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OFSO
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ISS

#1 Post by OFSO » Fri Sep 17, 2021 7:45 pm

ISS snapped from my phone tonight, around -3.4.
IMG_20210917_214148.jpg

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Re: ISS

#2 Post by OFSO » Fri Sep 17, 2021 7:46 pm

IMG_20210917_214215.jpg
Moon and Jupiter for comparison.

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Re: ISS

#3 Post by PHXPhlyer » Fri Sep 15, 2023 4:24 pm

NASA astronaut, 2 Russian cosmonauts launch to space station

https://www.cnn.com/2023/09/15/world/ru ... index.html

A NASA astronaut on her inaugural spaceflight and two cosmonauts launched aboard a Russian Soyuz spacecraft toward the International Space Station Friday, marking the first time Russia has launched astronauts to the orbiting outpost in nearly a year.

The Soyuz MS-24 spacecraft launched from the Baikonur Cosmodrome in Kazakhstan at 11:44 a.m. ET and began a quick, three-hour trajectory to rendezvous with the space station.

The crew on board includes NASA’s Loral O’Hara, a former research engineer at Woods Hole Oceanographic Institution in Massachusetts who was selected to the NASA astronaut corps in 2017. Flying alongside her are two Russian colleagues, Oleg Kononenko and Nikolai Chub.

Once at the space station, the group will prepare to take over operations from a trio of crew members that have been on the space station for nearly a year after launching aboard the Soyuz MS-22 vehicle.

That spacecraft sprang a coolant leak in December 2022, which officials from NASA and Russia’s space agency, Roscosmos, later said was caused by an external impact — likely a piece of space debris striking the vehicle’s exterior as it was docked with the ISS.

Roscosmos determined that the MS-22 was not safe enough to carry a crew home and launched a replacement spacecraft in February. That left the MS-22 crew stuck on the orbiting laboratory while Roscosmos prepared another vehicle to resume regular crew rotations.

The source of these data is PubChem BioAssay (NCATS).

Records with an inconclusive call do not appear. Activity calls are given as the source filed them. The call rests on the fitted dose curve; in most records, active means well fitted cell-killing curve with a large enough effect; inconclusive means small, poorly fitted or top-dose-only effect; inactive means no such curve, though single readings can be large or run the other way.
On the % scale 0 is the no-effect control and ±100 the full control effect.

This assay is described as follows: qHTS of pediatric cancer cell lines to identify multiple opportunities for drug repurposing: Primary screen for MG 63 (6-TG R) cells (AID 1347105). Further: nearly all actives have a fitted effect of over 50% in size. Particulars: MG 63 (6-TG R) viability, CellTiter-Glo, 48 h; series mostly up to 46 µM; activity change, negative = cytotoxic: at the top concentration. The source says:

The MS-22 crew includes NASA astronaut Frank Rubio, whose unexpected extended stay in space broke the US record for the most consecutive days in orbit earlier this month.

After O’Hara, Kononenko and Chub arrive and take over operations, Rubio and his crewmates are expected to make their long-awaited return to Earth as soon as September 27. That would give Rubio a total of 371 days in space, besting the previous record by more than two weeks. (The late Russian cosmonaut Valeri Polyakov, who logged 437 continuous days in orbit, still holds the global record for the longest mission in space.)

Rubio will also become the first American astronaut to spend a full calendar year in space.

Rubio — and now O’Hara — traveled aboard Russian Soyuz vehicles as part of crew-swapping agreement between NASA and Roscosmos that was hashed out in the summer of 2022. In exchange, NASA’s ISS transportation partner, SpaceX, has included Russian cosmonauts on its flights to the ISS.

Despite geopolitical tensions between the United States and Russia as the war in Ukraine has escalated, NASA has repeatedly said its partnership with Roscosmos is vital to continuing the space station’s operations and the valuable scientific research carried out on board.

The most recent SpaceX flight arrived at the space station in August, carrying astronauts from NASA, Roscosmos, the Japan Aerospace Exploration Agency and the European Space Agency.

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Re: OOPSY

#4 Post by PHXPhlyer » Mon Nov 13, 2023 5:00 pm

Astronauts accidentally drop tool bag during ISS spacewalk

https://www.cnn.com/2023/11/13/world/as ... index.html

NASA astronauts Jasmin Moghbeli and Loral O’Hara marked their first spacewalk this month with a tool bag floating through space.

The pair concluded their maintenance work outside the International Space Station (ISS) in six hours and 42 minutes, according to the space agency.